Chapter 5 Must-Have Technology for the Ideal Classroom

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With all of the possibilities for instructional technology that I have discussed to this point, how do teachers and administrators sort out the must-haves from the nice-but-nonessentials? In this chapter, I explore the technological tools that ideally no classroom should be without.

The full integration of Web 2.0 and other technological tools in digital-rich curriculum and instruction must be built from a tech-savvy policy base. Four factors figure prominently: permission, expectations, funding, and ongoing commitment. I have touched on the first of these in previous chapters.

School boards and administrators are the authorities that either facilitate technological innovation and integration or block them. To create a digital-rich curriculum and classrooms in which integrated technology supports and enhances engagement and collaboration, school authorities must permit teachers to use available technological tools.

Hand in hand with permission to incorporate technology in curriculum and instruction are the paired expectations that teachers will learn about and use the technological tools provided. This is the second factor. These expectations find grounding in the National Educational Technology Standards for Teachers (NETS-T), which also includes performance indicators (www.iste.org/Content/NavigationMenu/NETS/ForTeachers
/2008Standards/NETS_T_Standards_Final.pdf). This document parallels NETS-S, which was previously discussed. Another parallel is professional development for principals and instructional supervisors, so that they can be fully supportive of teachers’ efforts. Such professional development also is a necessary expectation.

 

Chapter 6 Web 2.0 Classroom: A Virtual Field Trip

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When teachers teach for active learning, the effects are felt not only by their own students, but also by other teachers and students, administrators, and parents. In making the most of Web 2.0 tools and related technology, teachers empower students to direct their own learning. As I have pointed out in the preceding chapters, teaching for active learning in this fashion requires teachers to plan curriculum and instruction in new ways. They also must actively communicate with colleagues, administrators, and parents so that unfamiliar approaches in the classroom can be understood and embraced.

In this chapter, we will take a virtual field trip to an active-learning fifth-grade classroom. I will share observations about this energetic learning space and the various roles taken by the teacher and her students. In particular, I will direct attention to several pertinent factors that build success for all students in this classroom, including students’ on-task behaviors, the teacher’s actions, feedback from the building administrator and parents, and the teacher’s planning strategies, along with the Web 2.0 tools she uses in her classroom.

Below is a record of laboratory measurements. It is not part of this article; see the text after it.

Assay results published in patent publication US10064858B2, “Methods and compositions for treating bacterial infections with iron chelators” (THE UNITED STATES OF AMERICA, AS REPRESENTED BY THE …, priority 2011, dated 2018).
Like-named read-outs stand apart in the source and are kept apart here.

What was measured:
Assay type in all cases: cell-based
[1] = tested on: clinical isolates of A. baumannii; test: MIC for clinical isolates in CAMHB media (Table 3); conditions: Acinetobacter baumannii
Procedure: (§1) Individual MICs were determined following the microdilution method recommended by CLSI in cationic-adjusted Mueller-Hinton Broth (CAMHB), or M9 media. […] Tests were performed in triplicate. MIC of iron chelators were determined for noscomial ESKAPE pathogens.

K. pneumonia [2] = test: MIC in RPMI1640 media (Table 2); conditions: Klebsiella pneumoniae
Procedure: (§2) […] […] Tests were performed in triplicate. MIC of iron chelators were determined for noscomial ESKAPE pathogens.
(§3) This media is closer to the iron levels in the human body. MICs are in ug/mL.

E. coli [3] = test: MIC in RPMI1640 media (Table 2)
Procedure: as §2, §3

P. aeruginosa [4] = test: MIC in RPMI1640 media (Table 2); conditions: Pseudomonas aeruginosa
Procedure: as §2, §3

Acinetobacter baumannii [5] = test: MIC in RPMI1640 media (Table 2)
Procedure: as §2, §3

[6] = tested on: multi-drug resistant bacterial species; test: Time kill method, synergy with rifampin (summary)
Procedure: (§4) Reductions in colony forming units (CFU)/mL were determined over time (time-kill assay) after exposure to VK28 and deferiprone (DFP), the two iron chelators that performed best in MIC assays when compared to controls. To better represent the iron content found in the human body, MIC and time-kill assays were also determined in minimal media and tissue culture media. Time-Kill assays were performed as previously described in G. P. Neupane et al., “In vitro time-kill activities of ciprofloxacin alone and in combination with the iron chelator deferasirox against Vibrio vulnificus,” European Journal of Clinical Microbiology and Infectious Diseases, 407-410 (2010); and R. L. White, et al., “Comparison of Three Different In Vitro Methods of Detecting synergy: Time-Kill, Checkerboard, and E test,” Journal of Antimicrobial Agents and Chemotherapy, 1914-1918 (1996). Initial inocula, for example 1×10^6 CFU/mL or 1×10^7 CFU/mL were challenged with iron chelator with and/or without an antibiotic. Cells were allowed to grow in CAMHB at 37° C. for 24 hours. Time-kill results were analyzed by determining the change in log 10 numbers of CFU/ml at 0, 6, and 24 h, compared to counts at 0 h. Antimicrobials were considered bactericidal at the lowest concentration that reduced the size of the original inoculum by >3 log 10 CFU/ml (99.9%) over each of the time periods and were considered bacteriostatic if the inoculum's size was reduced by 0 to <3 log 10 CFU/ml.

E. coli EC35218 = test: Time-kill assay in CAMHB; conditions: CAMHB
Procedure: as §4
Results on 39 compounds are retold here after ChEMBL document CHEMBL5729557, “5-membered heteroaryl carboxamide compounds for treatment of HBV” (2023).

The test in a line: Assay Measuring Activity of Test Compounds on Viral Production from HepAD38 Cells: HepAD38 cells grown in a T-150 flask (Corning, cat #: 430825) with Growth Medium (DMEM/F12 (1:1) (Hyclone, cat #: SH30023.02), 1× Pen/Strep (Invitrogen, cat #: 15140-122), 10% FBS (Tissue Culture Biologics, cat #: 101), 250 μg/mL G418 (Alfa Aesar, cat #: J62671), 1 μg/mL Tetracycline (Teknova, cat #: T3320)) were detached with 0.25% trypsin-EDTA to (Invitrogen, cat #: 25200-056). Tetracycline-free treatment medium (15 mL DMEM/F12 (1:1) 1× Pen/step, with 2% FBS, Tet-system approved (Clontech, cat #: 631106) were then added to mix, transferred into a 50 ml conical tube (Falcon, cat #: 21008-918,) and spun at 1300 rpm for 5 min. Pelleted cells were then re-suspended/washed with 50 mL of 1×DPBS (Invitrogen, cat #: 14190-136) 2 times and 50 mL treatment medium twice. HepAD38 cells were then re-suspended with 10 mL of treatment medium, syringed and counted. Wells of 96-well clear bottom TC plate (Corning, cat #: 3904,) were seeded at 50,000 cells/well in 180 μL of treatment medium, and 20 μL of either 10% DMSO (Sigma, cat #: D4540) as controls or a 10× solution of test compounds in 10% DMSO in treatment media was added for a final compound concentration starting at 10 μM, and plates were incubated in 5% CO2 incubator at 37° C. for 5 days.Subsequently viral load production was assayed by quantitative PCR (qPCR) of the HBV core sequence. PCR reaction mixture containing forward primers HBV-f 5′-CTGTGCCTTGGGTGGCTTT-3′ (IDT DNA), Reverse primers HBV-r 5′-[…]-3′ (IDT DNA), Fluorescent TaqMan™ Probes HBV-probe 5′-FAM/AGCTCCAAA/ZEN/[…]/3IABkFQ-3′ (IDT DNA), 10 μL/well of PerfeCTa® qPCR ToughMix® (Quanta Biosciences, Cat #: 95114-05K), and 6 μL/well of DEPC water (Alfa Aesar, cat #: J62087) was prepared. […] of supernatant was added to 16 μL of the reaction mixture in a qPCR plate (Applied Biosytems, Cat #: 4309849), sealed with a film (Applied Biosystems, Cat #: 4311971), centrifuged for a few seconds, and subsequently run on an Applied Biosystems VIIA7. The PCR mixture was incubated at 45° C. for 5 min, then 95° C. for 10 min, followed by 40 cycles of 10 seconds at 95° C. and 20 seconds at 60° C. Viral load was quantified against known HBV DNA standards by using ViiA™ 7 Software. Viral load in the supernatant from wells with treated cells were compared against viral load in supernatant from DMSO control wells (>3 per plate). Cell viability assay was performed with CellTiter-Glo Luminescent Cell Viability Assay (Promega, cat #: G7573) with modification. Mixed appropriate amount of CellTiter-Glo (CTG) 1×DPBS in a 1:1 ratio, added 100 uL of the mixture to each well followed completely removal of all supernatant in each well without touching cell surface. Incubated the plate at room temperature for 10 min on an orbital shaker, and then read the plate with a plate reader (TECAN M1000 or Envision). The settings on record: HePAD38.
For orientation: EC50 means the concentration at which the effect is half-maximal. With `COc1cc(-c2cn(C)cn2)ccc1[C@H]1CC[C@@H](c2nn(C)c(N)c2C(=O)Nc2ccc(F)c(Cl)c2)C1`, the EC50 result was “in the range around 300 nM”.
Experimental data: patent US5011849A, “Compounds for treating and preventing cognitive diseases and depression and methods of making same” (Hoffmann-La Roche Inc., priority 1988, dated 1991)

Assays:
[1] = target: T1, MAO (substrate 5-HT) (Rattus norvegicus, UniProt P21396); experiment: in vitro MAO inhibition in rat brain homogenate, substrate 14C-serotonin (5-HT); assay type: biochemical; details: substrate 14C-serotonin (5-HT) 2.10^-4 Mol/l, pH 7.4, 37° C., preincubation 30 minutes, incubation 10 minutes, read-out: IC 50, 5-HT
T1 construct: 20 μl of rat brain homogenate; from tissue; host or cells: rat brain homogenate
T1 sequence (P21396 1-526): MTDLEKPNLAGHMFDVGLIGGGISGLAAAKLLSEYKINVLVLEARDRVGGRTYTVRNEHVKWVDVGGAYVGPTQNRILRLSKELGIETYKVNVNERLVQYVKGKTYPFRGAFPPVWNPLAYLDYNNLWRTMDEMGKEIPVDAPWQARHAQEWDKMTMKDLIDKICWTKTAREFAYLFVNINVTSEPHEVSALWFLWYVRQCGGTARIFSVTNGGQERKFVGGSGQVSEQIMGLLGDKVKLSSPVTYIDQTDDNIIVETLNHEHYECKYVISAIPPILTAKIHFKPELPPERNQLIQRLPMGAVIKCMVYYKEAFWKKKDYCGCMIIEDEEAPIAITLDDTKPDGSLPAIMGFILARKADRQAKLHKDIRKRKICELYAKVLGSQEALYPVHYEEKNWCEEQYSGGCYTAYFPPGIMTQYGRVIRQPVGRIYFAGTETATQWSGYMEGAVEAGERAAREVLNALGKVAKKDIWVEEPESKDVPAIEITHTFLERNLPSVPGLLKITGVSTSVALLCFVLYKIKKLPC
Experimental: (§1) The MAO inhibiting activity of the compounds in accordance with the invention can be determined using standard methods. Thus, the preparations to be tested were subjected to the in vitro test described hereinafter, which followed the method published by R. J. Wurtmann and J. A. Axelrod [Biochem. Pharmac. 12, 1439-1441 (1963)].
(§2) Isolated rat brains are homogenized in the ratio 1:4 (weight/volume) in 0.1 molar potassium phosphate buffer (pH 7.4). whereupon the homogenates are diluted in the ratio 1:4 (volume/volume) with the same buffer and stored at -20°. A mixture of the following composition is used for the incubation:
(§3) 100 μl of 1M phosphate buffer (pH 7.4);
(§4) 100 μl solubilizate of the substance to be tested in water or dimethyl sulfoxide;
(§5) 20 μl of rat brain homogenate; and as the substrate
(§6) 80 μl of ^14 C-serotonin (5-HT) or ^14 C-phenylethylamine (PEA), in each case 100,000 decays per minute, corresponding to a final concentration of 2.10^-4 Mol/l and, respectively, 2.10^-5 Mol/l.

Chapter 7 Changing Professional Development

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When I began my career teaching in an elementary school, my limited professional network consisted of the teachers in my building. By serving on various committees, I met a few other educators in other buildings in our relatively small district. Once or twice a year, teachers would come together for a professional development session, which usually was conducted in a large group with little or no interaction.

My professional network expanded slightly when I began to work on a master’s degree in curriculum and instruction. Because I selected a cohort program in which a group of graduate students stays together for two years, my face-to-face professional network grew, but by only twenty people.

All of this took place about twenty-five years ago, and the options for professional growth beyond this limited collegiality were to read journals, attend workshops outside the district, talk with other teachers, and read books on education topics. When I entered the profession, I was fortunate to become part of a great team of teachers who worked well together, many of them veteran educators who had been in the district for years. I gained a measure of professional comfort when my colleagues would share how they taught this or that, but I also remember feeling isolated and expected to follow “the way we do this.”

 

Appendix A Compendium of Web 2.0 Tools and Related Resources

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The tools that I have mentioned throughout this book (and a few others) are categorized by topic. The topics are in alphabetical order, and the tools within the categories also are alphabetical. This compendium is intended as a handy summary resource, not a comprehensive guide. Of course, many of the tools are multifunctional. For example, Google Docs also can be used as a wiki. I have placed the tools in the category in which they are most often used. I have concentrated on software and Internet-based tools, rather than hardware—with a couple of exceptions.

Many tools, of course, are evolving: features change; functionalities are added. Sometimes tools become wholly obsolete and are discarded. New tools emerge. Networking is a way to stay abreast of changes. Another way to stay current is to subscribe to Kathy Schrock’s Guide for Educators on the Discovery Education website (http://school.discoveryeducation.com/schrockguide/sos.html). Kathy is a leader in the Web 2.0 revolution.